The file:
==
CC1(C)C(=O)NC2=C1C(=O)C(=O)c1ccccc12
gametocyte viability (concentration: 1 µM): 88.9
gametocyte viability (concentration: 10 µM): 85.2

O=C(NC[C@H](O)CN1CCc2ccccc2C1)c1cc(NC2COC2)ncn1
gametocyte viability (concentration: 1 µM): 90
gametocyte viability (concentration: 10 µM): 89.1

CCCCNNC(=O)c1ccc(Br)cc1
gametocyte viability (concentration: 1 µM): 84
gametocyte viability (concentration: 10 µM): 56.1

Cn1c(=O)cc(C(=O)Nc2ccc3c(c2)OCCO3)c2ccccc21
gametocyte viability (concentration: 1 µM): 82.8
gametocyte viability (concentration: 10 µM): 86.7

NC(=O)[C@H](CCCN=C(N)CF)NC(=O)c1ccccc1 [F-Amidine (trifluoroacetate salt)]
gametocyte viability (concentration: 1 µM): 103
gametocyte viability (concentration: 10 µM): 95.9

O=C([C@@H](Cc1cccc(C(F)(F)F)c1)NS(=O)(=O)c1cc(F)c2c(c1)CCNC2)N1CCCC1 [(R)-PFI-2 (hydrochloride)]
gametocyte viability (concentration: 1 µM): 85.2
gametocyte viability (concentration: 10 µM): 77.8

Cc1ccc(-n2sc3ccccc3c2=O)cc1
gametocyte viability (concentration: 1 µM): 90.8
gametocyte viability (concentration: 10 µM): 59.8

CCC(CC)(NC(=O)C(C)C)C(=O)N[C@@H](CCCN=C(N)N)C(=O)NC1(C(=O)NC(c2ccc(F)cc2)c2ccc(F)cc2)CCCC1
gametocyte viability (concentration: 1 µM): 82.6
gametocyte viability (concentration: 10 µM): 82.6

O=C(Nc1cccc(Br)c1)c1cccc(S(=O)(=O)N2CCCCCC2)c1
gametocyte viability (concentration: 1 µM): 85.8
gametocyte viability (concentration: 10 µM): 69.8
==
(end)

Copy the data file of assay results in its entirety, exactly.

CC1(C)C(=O)NC2=C1C(=O)C(=O)c1ccccc12
gametocyte viability (concentration: 1 µM): 88.9
gametocyte viability (concentration: 10 µM): 85.2

O=C(NC[C@H](O)CN1CCc2ccccc2C1)c1cc(NC2COC2)ncn1
gametocyte viability (concentration: 1 µM): 90
gametocyte viability (concentration: 10 µM): 89.1

CCCCNNC(=O)c1ccc(Br)cc1
gametocyte viability (concentration: 1 µM): 84
gametocyte viability (concentration: 10 µM): 56.1

Cn1c(=O)cc(C(=O)Nc2ccc3c(c2)OCCO3)c2ccccc21
gametocyte viability (concentration: 1 µM): 82.8
gametocyte viability (concentration: 10 µM): 86.7

NC(=O)[C@H](CCCN=C(N)CF)NC(=O)c1ccccc1 [F-Amidine (trifluoroacetate salt)]
gametocyte viability (concentration: 1 µM): 103
gametocyte viability (concentration: 10 µM): 95.9

O=C([C@@H](Cc1cccc(C(F)(F)F)c1)NS(=O)(=O)c1cc(F)c2c(c1)CCNC2)N1CCCC1 [(R)-PFI-2 (hydrochloride)]
gametocyte viability (concentration: 1 µM): 85.2
gametocyte viability (concentration: 10 µM): 77.8

Cc1ccc(-n2sc3ccccc3c2=O)cc1
gametocyte viability (concentration: 1 µM): 90.8
gametocyte viability (concentration: 10 µM): 59.8

CCC(CC)(NC(=O)C(C)C)C(=O)N[C@@H](CCCN=C(N)N)C(=O)NC1(C(=O)NC(c2ccc(F)cc2)c2ccc(F)cc2)CCCC1
gametocyte viability (concentration: 1 µM): 82.6
gametocyte viability (concentration: 10 µM): 82.6

O=C(Nc1cccc(Br)c1)c1cccc(S(=O)(=O)N2CCCCCC2)c1
gametocyte viability (concentration: 1 µM): 85.8
gametocyte viability (concentration: 10 µM): 69.8